“With this procedure we’re able to take pressure off the nerves and also get people’s spine lined up better so they have less back pain,” says Guha.

The surgical team reviews a patient’s history to see if they would be a good candidate for this approach.

“For carefully selected patients it can be particularly helpful,” says Guha, who anticipates doing one such surgery per month.

The ideal patients are adults in their late 50s or older who are experiencing significant, unrelenting pain due to arthritis in their lower back, have exhausted all of the less invasive options including physiotherapy, weight loss, massage therapy, injections and medications, and have anatomy and imaging findings that allow for a safe lateral procedure.

“For this population, lateral lumbar interbody fusion surgery can help improve their quality of life,” says Guha.

Leg pain vanished

Laplante noticed a significant improvement as soon as she woke up from surgery.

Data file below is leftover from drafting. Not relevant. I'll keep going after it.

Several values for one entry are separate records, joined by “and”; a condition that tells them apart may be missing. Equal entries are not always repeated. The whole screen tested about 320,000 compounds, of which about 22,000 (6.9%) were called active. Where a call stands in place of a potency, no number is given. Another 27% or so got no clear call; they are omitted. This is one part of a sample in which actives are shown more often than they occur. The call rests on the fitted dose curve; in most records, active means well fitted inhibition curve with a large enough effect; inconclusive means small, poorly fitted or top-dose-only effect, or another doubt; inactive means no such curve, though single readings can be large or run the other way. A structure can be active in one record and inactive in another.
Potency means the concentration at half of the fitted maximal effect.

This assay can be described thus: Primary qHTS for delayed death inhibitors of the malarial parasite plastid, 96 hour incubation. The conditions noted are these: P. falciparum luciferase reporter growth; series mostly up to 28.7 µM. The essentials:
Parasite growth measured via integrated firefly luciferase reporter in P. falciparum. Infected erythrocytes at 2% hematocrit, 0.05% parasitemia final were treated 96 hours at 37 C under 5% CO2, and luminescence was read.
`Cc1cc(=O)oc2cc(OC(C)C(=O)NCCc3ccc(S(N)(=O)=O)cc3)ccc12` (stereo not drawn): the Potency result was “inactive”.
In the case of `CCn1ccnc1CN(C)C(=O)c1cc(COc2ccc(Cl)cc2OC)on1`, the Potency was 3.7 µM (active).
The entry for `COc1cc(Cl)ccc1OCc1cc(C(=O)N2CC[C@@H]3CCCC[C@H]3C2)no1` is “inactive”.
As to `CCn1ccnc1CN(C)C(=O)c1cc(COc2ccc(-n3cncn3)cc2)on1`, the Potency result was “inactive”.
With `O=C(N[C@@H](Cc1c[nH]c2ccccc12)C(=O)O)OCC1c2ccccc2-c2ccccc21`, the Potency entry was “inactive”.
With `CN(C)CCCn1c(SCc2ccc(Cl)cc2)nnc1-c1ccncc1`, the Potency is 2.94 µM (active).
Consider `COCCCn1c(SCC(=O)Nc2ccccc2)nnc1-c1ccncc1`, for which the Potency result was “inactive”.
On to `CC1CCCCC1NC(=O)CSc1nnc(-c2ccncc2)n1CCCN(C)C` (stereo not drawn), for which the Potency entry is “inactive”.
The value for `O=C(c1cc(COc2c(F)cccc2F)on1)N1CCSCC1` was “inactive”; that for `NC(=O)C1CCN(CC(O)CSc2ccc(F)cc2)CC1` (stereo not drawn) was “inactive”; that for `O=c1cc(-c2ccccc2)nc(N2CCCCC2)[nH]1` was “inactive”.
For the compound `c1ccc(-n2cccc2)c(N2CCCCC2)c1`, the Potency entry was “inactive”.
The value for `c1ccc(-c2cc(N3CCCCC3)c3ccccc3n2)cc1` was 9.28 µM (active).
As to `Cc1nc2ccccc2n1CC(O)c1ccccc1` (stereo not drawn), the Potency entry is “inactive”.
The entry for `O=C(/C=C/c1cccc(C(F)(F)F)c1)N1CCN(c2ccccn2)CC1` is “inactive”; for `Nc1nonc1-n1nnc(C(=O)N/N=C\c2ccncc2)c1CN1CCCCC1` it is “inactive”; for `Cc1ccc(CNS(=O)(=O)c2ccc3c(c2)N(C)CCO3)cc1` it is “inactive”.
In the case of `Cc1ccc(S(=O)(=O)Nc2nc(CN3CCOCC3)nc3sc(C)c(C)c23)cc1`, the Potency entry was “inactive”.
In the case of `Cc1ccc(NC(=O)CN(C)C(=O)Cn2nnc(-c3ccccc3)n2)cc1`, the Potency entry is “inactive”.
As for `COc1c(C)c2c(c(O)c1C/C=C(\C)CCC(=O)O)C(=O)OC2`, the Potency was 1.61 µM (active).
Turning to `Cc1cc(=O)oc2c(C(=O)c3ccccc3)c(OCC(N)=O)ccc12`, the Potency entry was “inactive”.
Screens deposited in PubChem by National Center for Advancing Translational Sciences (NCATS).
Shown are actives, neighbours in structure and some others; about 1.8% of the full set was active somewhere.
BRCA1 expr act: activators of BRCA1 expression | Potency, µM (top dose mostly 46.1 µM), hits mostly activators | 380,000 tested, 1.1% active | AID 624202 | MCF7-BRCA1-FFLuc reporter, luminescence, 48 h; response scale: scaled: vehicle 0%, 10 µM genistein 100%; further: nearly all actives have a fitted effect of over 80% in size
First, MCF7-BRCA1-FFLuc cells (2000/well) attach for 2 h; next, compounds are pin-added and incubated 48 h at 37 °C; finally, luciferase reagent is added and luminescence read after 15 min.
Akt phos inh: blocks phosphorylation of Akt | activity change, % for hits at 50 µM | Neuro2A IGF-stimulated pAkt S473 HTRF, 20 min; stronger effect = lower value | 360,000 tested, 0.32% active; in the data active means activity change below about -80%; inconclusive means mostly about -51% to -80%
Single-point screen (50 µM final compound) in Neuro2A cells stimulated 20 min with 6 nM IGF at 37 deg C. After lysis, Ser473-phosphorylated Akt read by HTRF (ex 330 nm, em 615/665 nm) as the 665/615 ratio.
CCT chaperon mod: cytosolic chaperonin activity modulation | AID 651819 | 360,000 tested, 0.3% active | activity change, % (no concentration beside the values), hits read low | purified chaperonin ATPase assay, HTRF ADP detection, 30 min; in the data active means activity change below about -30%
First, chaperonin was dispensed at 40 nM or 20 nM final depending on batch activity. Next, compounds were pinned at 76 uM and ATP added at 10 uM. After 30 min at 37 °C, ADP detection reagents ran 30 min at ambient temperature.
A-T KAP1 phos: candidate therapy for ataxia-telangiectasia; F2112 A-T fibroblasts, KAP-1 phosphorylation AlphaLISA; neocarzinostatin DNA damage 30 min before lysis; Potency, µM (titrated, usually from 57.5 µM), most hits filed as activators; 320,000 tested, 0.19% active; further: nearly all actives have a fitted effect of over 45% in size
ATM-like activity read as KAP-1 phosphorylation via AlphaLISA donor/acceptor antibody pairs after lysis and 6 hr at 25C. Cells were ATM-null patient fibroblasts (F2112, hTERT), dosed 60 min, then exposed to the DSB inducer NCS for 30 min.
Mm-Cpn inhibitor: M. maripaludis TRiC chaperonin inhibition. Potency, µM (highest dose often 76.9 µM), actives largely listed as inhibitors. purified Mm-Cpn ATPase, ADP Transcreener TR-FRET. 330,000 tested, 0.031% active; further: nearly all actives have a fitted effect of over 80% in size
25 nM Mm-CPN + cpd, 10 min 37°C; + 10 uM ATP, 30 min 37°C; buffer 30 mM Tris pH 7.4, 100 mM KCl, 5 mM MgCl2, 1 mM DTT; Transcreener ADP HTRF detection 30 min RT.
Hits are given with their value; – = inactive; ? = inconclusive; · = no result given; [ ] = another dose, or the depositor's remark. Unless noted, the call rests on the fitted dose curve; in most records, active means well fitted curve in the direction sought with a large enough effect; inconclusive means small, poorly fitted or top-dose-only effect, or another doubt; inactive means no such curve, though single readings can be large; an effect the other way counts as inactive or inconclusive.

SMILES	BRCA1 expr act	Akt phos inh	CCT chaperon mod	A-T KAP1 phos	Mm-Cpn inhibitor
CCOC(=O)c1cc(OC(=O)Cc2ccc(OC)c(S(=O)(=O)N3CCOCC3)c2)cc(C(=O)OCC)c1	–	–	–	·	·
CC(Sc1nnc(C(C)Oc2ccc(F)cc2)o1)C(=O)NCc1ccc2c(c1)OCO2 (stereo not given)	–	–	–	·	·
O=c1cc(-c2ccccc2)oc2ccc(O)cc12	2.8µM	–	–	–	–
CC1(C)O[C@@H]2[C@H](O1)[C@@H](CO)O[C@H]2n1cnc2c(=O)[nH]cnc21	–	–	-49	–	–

“The pain and numbness in my leg was gone instantly and it hasn’t come back,” she says. “I still have back pain but my biggest concern was my leg because it was so severe.”

Eliminating leg pain was managed by indirect decompression, says Guha. “We were able to take pressure off the nerve even though we didn’t do a traditional decompression by cutting away the bone and the arthritic ligament. Instead, we used spacers to stretch ligaments out so they were taut. And because her leg got better very quickly while she was still in the hospital recovering, that indicated to us that the procedure worked well.”

Relief from back pain will take longer, because the area is still healing. But that should improve with more time, says Guha.

Laplante still uses a cane and walker, but says she’s improving every day.

“The surgery took away the worst pain,” she says. “I can sleep now for at least three or four hours in a row. That was impossible when I was dealing with leg pain. I’m definitely more comfortable now.”